The bottom line is to experiment until you find what works.
@risenbar That’s very good info, Roger. As additional help for @MonkeyBear and others struggling with this, can you post what software you are using to design and make your cuts? Do you use Lightburn, for example. If so, are you using it to talk to the laser or are you exporting gcode from LB and using gSender to send it to the Mill?
If you are using LB, what have you set $30 and Smax to? I’ll hold off on posting my settings, as I know they do not follow Sienci’s recommendations.
I have found that the best focusing method is to use the ramp setup recommended by LAHobbyGuy. It is by far the most precise way to get our lasers dialed in. Have you tried it?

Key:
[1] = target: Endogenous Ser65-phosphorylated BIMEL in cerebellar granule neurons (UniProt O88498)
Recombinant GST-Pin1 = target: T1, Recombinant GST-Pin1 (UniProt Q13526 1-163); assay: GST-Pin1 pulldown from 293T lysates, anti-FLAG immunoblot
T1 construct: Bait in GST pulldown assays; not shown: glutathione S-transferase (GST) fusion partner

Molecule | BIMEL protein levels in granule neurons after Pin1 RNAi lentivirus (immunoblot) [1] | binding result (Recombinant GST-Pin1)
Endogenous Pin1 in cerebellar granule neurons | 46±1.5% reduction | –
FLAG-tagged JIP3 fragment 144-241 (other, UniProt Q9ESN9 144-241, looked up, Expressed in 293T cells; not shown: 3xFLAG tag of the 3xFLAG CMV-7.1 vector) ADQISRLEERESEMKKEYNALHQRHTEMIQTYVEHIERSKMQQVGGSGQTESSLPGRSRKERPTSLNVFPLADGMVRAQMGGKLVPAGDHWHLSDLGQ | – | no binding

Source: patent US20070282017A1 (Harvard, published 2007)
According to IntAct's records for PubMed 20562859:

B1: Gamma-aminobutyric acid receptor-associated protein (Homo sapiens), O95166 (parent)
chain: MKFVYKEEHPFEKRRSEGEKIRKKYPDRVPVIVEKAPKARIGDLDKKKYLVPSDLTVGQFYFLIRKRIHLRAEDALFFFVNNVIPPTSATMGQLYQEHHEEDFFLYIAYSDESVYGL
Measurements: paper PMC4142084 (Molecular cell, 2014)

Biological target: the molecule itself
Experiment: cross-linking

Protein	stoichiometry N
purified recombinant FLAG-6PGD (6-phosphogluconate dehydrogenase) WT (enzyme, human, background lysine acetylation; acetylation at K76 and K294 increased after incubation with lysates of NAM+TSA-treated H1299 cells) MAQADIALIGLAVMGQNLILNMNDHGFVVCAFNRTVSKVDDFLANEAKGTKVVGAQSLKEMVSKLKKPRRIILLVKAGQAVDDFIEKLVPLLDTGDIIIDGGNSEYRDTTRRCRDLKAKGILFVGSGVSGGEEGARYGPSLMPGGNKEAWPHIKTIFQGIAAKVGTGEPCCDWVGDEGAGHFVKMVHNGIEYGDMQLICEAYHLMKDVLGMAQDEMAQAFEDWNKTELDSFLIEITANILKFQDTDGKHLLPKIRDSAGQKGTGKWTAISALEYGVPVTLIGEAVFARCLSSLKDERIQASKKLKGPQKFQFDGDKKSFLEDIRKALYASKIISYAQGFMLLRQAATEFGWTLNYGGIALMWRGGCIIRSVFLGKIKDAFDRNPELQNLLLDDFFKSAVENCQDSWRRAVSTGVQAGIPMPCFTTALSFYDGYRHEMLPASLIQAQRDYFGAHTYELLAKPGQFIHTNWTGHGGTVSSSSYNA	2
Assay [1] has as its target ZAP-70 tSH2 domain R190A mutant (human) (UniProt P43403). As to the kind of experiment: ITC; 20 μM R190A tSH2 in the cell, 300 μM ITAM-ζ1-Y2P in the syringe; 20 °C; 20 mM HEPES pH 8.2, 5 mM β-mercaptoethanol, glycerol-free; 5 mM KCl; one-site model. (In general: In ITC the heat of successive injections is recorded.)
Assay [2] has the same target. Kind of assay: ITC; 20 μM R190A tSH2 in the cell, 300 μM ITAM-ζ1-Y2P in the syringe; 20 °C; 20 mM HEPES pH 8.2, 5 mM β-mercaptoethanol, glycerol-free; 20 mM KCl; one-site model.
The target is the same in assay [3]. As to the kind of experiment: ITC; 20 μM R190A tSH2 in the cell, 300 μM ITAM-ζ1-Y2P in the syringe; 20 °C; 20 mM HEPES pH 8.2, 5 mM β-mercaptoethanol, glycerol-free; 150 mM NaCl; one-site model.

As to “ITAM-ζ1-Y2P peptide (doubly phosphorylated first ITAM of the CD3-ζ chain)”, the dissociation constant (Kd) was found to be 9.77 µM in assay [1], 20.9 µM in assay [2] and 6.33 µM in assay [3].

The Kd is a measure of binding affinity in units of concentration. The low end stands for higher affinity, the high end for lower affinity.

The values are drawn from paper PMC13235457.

Just a though here. If you are using Vectric to make the gcode it seems that VCarve at least assumes a max speed/power setting of s=1000. That means if your using s=255, like I believe it says in the Laser Beam directions, you are only getting about a quarter of the power you set.
I hope this makes sense. I discovered this by making a very short gcode file that cut one line at 100% laser power and the gcode contained a S1000 line. This means that if your max is set at 255 or anything less than 1000 you will not get the power you requested.
Good luck in resolving your problem.
Edit: If there is a setting to change the s=1000 in VCarve desktop I have not found it.
@gwilki Thanks so much for your comments. I’ve been away for a few days, but I am back on the saddle.